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Harper's Encyclopedia of United States History (ed. Benson Lossing) 290 290 Browse Search
Cambridge History of American Literature: volume 3 (ed. Trent, William Peterfield, 1862-1939., Erskine, John, 1879-1951., Sherman, Stuart Pratt, 1881-1926., Van Doren, Carl, 1885-1950.) 32 32 Browse Search
Brigadier-General Ellison Capers, Confederate Military History, a library of Confederate States Military History: Volume 5, South Carolina (ed. Clement Anselm Evans) 19 19 Browse Search
The Cambridge of eighteen hundred and ninety-six: a picture of the city and its industries fifty years after its incorporation (ed. Arthur Gilman) 15 15 Browse Search
Thomas Wentworth Higginson, Henry Walcott Boynton, Reader's History of American Literature 13 13 Browse Search
The writings of John Greenleaf Whittier, Volume 2. (ed. John Greenleaf Whittier) 9 9 Browse Search
John M. Schofield, Forty-six years in the Army 8 8 Browse Search
The Photographic History of The Civil War: in ten volumes, Thousands of Scenes Photographed 1861-65, with Text by many Special Authorities, Volume 10: The Armies and the Leaders. (ed. Francis Trevelyan Miller) 8 8 Browse Search
Francis Jackson Garrison, William Lloyd Garrison, 1805-1879; the story of his life told by his children: volume 2 6 6 Browse Search
D. H. Hill, Jr., Confederate Military History, a library of Confederate States Military History: Volume 4, North Carolina (ed. Clement Anselm Evans) 5 5 Browse Search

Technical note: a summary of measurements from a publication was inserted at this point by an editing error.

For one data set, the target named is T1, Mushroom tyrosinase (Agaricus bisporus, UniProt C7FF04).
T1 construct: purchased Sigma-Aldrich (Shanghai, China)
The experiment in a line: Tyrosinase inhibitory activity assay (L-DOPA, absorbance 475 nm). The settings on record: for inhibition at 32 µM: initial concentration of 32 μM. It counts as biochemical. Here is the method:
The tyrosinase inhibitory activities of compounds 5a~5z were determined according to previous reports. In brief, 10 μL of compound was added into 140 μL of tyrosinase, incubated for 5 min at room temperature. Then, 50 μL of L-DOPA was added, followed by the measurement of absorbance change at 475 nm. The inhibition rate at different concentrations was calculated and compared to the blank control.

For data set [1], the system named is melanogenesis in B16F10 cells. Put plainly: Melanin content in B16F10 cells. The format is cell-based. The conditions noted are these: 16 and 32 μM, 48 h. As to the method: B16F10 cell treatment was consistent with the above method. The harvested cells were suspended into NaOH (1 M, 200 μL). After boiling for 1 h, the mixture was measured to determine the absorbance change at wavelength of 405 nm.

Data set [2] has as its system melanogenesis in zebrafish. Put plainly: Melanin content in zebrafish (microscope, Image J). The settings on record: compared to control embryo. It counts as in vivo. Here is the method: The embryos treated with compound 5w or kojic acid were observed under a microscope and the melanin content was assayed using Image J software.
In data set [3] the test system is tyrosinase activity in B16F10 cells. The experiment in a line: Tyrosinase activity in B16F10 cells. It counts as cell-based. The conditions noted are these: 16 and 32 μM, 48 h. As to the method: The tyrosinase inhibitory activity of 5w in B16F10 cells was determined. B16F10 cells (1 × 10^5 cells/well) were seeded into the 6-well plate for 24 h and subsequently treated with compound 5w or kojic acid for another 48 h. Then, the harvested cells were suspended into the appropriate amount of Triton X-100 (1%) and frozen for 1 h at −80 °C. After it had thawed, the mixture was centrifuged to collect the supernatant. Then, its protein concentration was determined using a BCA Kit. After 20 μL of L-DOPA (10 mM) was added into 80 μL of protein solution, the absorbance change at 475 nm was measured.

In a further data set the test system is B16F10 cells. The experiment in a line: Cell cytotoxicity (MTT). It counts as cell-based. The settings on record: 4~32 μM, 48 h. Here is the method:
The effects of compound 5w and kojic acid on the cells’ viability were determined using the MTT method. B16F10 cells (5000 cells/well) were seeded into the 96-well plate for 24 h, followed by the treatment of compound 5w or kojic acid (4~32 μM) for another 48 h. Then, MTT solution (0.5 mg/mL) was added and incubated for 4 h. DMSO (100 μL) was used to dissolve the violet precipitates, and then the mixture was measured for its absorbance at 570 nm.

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Browsing named entities in Col. O. M. Roberts, Confederate Military History, a library of Confederate States Military History: Volume 11.1, Texas (ed. Clement Anselm Evans). You can also browse the collection for 1881 AD or search for 1881 AD in all documents.

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es. It is enough to assert that they have stood equal to the most distinguished in every battle where they fired a gun or made a charge. A common spirit of chivalric valor inspired them as soldiers of Texas. That spirit was formed and fastened by example and practice for more than half a century. Texas was settled over sixty years ago by a bold, fearless American people, who fought against savage foes year by year from the eastern to the western edge of the State —the last combat being in 1881. They learned in those fights the merits of strategy in preparation, intrepidity in attack, and desperation in charge. Theirs was an education in war derived from the necessity of defeating the superior numbers of a wily enemy. This was exhibited in 1832 at Nacogdoches, which place was defended by 300 Mexican cavalry and was captured by the assembled citizens of Eastern Texas, supporting Santa Ana, who had declared in favor of the Mexican constitution of 1824. It was exhibited in the f
Ross, wrote to the secretary of war and had him appointed brigadier-general, the commission bearing date December 21, 1863. On different occasions he was commended for gallant conduct by Generals J. E. Johnston, Hardee, Forrest, S. D. Lee, Maury, W. H. Jackson and Van Dorn. He participated in numerous engagements, and had five horses shot under him. At the close of the war he settled in Texas. In 1873 he was sheriff of his county, and in 1875 a member of the constitutional convention. In 1881 he was elected to the State senate, where he served as chairman of the finance committee. He was elected governor of Texas in 1886, and was re-elected in 1888, by a majority of 150,000. As president of the State Agricultural and Mechanical college he rendered valuable service. Ex-Governor Ross died January 4, 1898, at his home at College Station, Tex. Brigadier-General W. R. Scurry Brigadier-General W. R. Scurry entered the Confederate army in 1861 and was commissioned lieutenantcol-